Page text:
Most players don’t load up super difficult platformers such as Super Meat Boy for the deep and intriguing storylines that they provide. That’s pretty darned lucky for Coconut Island’s Shio since everything outside of the platforming itself is overly pretentious and utterly impenetrable. Now, I may not be very bright (shush, you) but having played through and past the end credits, I still don’t know what the vast majority of it meant. Was the lead character real? Was he a manifestation of his younger self? Was he actually his own daughter? What does his mask do? What was the purpose of the dumplings I picked up halfway through the tutorial level? Was Bruce Willis a ghost all along? If a tree falls in the woods and only a crow hears it, do I then gain the powers of the tree if I kill the crow?
These questions and more are left completely unanswered by Shio. In all fairness, as I’ve already mentioned is to be expected, the story really isn’t the focus. No, Shio is a super difficult side-scrolling platformer along the lines of Super Meat Boy and Volgarr the Viking, where the game requires you to make perfect runs from checkpoint to checkpoint while it tosses everything it has at you in an attempt to make you throw the controller out of the nearest window. It often succeeds, and if you’re lucky, your DualShock 4 might even hit that crow on the way out. You don’t get a trophy for that, by the way.
Jump On Demand
What sets Shio aside from the rest of the platforming pack is the ability to multi-jump with a little help from lanterns dotted ever so precisely around the levels. From standing, you only have a single jump at your disposal. But you can chain jumps for as long as you like, providing you’re within touching distance of a lantern. As you can imagine, this means that a large portion of the game sees you jumping from lantern to lantern to lantern with no safety net, only to miss your final jump and fall to your death. Or aim in the wrong direction and get hit by a fireball. Or catapult yourself into the teeth of a cog like an absolute moron. Don’t be upset by that, either, since after the hundred or so deaths that will have undoubtedly taken place within your first hour with Shio, “absolute moron” is probably the nicest thing you will have called yourself.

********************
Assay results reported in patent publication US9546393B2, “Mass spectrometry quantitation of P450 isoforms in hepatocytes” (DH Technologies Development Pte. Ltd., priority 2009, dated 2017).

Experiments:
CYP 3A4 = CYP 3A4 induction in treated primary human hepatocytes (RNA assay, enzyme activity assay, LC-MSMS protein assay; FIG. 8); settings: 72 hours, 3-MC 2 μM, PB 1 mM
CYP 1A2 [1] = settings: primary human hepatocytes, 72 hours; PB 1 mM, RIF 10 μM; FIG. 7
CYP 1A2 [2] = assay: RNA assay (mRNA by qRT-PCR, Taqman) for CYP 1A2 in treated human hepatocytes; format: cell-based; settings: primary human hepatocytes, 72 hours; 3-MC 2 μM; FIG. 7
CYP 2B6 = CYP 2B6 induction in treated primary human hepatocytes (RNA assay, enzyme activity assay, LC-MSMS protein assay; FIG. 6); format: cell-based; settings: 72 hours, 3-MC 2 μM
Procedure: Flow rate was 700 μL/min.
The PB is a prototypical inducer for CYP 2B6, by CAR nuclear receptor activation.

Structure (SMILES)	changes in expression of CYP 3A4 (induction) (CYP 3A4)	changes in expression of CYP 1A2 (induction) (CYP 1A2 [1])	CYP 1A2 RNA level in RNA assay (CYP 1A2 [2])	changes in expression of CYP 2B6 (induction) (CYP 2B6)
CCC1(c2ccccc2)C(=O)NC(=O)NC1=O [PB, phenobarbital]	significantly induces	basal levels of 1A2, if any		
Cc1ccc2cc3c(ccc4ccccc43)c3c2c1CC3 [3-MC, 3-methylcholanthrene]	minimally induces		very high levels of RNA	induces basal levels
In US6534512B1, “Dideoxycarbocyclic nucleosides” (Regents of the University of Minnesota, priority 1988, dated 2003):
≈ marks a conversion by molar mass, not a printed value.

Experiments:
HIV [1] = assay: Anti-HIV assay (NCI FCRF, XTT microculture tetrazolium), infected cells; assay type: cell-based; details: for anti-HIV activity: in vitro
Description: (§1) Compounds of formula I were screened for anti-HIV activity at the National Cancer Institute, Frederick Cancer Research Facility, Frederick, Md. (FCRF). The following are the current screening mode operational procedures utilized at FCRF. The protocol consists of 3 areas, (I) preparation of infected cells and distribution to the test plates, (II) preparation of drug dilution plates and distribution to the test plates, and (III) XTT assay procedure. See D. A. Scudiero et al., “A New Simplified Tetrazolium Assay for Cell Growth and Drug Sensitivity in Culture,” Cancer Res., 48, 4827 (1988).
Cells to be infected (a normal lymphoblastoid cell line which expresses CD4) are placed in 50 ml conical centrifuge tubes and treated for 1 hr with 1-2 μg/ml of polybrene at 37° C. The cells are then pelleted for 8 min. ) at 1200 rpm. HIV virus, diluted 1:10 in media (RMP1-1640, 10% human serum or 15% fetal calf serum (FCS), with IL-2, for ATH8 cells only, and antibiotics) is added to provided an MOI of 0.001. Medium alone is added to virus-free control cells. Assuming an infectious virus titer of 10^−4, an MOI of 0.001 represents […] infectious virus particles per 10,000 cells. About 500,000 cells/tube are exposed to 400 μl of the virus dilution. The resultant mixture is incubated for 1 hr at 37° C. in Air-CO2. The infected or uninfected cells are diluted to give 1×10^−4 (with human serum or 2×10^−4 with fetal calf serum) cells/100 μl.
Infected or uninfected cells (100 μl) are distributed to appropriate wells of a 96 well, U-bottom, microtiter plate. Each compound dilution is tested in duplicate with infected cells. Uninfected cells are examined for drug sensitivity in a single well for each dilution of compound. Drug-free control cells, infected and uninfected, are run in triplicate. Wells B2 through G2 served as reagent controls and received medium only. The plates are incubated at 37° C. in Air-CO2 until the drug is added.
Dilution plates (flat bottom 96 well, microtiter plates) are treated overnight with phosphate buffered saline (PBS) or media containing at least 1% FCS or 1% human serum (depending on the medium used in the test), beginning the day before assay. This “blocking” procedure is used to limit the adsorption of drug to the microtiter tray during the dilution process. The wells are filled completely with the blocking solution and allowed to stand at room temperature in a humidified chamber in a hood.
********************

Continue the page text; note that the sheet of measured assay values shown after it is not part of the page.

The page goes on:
The lengthy tutorial level that opens the game is surprisingly challenging, but it’s only an indication of what’s to come. Four stages are on offer, each comprising 30 or so checkpointed sections that range from mildly taxing to hair-pullingly frustrating. While the controls remain the same all the way through – move with the stick, jump with X – each of the overriding areas introduce more than one new mechanic to keep things interesting. One level suddenly has fire cannons taking potshots at you for example, while another will layer in blasts from a dust storm or platforms that break. You might suddenly come up against lanterns that move, or that switch themselves off and on periodically, so you need to time your jumps to the nanosecond to be able to use them. What’s generally in play though, is great design that will push a lot of players to their limit. Pixel-perfect precision is required in a lot of cases, and as the checkpoints get further and further away from each other, you’ll need to memorize what you need to do to get through each part of each section safely. Doing it is another thing entirely, of course.
Fly in the Ointment
I say that the puzzle design is only generally great because it isn’t something I can say about every section. The good outweighs the bad for sure, but there are times when the somewhat floaty nature of the lead character’s leaps can lead to unwanted imprecision in a game that demands preciseness. Having to land on a pole that’s no wider than your feet is no simple task in the first place. Not knowing if you’ll have to overcorrect for an extra step you didn’t ask to take is frustrating, to say the least. Being asked to land on ten of these poles in succession could be enough to snap even the hardiest of players. The use of invisible platforms and obstacles can be a galling in some places, too. Lanterns that must be activated so that you can see what’s coming next are all well and good, but they often don’t reveal enough of what’s ahead to give you enough of an idea of the situation with which you have to deal. That means that in a couple of stages, you’re looking at dozens of blind attempts at reaching safety because you don’t know what’s ahead of you. Those parts are about as much fun as they sound.
For those who find the standard game all too much, Shio does provide a slightly easier mode that is about as comforting as a slap in the face with a brick. Sure, the landing points are slightly wider in places, and the checkpoints are somewhat more frequent, but the challenge is still going to be beyond a large percentage of players. Players who love to pit themselves against the toughest of the tough will be salivating at this information though, as well they should.
In all honesty, it’s hard to sum Shio up without another “generally.” The story sections where you control a little girl as she takes tiny slow footsteps across the screen until absolutely nothing happens do nothing but annoy. Then the trial-and-error sections of gameplay that actively force you to suffer unnecessary deaths are frustrating enough to put a downer on things. But, even with all the flaws considered, when Shio gets things wrong – which it does pretty much everywhere outside of the platforming itself– it generally makes up for the errors with challenging action.
If only that last “generally” weren’t needed, it would be right up there with the best of them.
Shio review code provided by the publisher. Version 1.00 reviewed on a PlayStation 4 Pro. For more information on scoring, please read our Review Policy.